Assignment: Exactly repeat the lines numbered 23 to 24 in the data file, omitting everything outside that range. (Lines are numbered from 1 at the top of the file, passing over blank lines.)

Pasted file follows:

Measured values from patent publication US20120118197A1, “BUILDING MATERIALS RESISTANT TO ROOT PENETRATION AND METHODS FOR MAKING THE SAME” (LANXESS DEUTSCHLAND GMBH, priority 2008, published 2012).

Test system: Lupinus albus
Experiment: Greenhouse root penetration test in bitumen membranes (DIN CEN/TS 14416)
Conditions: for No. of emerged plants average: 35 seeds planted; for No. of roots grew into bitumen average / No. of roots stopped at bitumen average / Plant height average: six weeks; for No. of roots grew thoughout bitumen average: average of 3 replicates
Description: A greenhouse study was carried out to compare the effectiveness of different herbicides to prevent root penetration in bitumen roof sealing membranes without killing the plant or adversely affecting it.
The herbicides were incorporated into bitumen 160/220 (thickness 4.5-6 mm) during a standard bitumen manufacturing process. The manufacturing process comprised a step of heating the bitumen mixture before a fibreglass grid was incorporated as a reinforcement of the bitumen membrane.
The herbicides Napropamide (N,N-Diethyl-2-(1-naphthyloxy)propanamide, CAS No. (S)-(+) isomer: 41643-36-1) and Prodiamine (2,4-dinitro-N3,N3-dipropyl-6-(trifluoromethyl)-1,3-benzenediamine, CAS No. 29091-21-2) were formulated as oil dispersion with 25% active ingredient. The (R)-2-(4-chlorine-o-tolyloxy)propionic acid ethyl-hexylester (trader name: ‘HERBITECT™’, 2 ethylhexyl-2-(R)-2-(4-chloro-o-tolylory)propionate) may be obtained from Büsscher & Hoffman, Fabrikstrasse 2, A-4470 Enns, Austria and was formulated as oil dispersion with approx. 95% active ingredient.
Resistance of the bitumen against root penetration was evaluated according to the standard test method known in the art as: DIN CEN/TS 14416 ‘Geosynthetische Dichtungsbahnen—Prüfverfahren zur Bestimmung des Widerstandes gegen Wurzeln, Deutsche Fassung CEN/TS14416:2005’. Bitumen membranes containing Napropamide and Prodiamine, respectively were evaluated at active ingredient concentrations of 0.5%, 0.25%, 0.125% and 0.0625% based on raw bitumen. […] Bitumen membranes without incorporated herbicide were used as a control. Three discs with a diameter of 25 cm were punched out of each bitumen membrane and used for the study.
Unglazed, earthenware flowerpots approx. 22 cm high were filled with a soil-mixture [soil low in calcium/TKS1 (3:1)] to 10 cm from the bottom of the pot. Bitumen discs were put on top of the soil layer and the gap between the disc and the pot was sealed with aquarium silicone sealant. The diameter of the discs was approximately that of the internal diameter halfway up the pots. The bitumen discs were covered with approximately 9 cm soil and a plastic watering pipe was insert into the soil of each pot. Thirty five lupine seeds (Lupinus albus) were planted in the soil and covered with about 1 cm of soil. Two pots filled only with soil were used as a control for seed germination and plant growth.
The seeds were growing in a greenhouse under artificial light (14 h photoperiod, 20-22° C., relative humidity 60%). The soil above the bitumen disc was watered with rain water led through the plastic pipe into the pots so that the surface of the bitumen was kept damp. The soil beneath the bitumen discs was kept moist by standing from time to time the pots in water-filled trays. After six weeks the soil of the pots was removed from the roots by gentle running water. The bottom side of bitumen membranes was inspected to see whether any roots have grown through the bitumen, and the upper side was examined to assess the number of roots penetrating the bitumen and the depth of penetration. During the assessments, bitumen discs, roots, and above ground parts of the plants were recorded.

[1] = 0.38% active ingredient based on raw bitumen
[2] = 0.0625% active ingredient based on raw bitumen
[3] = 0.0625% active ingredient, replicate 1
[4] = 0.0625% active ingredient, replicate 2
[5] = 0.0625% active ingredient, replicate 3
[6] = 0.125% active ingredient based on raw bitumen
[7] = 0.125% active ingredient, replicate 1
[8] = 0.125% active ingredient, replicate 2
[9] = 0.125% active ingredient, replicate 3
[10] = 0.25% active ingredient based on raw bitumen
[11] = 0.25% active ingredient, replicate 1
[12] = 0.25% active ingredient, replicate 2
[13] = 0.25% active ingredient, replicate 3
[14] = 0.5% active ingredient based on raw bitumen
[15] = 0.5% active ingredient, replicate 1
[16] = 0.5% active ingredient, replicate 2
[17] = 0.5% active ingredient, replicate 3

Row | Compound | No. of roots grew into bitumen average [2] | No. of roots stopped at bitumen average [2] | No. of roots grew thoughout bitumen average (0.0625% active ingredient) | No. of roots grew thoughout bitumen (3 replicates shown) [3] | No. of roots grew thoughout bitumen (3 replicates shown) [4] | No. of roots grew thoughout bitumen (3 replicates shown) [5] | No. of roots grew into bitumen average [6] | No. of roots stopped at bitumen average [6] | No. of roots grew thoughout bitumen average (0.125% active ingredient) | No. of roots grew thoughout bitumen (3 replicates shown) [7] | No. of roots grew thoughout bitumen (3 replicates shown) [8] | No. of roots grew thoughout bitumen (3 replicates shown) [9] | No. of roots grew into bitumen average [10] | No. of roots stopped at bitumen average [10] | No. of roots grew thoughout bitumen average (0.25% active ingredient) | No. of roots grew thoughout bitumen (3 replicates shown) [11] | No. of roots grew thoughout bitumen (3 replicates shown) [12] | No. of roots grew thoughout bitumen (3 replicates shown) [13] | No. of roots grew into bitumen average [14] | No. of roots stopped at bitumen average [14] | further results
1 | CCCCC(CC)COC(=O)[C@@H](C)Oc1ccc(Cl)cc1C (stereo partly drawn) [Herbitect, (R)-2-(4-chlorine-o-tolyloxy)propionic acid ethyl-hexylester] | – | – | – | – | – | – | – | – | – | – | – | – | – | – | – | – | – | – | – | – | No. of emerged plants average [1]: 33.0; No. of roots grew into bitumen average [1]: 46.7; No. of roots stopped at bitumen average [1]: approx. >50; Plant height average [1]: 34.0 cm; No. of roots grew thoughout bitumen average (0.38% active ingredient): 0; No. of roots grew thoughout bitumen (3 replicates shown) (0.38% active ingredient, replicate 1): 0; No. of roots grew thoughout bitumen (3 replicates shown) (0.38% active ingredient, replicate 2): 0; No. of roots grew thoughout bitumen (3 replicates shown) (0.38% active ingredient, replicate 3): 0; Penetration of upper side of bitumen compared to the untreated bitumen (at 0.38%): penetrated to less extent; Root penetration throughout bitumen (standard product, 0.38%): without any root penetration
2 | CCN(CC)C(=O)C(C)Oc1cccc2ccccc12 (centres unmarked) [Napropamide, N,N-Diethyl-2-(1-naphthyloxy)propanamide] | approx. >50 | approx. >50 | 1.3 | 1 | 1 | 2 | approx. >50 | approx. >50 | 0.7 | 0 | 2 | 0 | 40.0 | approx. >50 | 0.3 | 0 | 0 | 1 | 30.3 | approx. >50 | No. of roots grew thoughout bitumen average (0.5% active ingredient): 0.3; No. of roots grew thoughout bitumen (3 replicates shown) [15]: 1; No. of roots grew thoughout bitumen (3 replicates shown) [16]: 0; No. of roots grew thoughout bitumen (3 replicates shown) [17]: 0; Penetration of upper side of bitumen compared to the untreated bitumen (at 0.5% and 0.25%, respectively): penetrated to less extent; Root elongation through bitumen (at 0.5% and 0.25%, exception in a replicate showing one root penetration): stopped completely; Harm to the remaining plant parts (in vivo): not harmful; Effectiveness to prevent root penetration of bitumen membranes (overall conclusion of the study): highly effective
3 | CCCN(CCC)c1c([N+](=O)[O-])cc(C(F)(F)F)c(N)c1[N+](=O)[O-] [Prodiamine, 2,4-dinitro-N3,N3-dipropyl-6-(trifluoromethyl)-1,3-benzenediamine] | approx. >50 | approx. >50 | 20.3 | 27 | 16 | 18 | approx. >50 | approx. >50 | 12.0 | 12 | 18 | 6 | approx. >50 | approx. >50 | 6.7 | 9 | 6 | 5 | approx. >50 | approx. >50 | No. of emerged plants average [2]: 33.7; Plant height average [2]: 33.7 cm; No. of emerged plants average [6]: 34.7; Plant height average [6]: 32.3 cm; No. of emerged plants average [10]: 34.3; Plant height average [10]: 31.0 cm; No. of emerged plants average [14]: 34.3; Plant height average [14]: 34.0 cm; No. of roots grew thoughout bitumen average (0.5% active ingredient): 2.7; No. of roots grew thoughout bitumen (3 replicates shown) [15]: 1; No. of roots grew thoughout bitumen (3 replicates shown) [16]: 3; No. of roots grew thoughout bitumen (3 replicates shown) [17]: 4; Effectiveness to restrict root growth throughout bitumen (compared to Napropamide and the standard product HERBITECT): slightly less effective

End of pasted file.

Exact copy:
[13] = 0.25% active ingredient, replicate 3
[14] = 0.5% active ingredient based on raw bitumen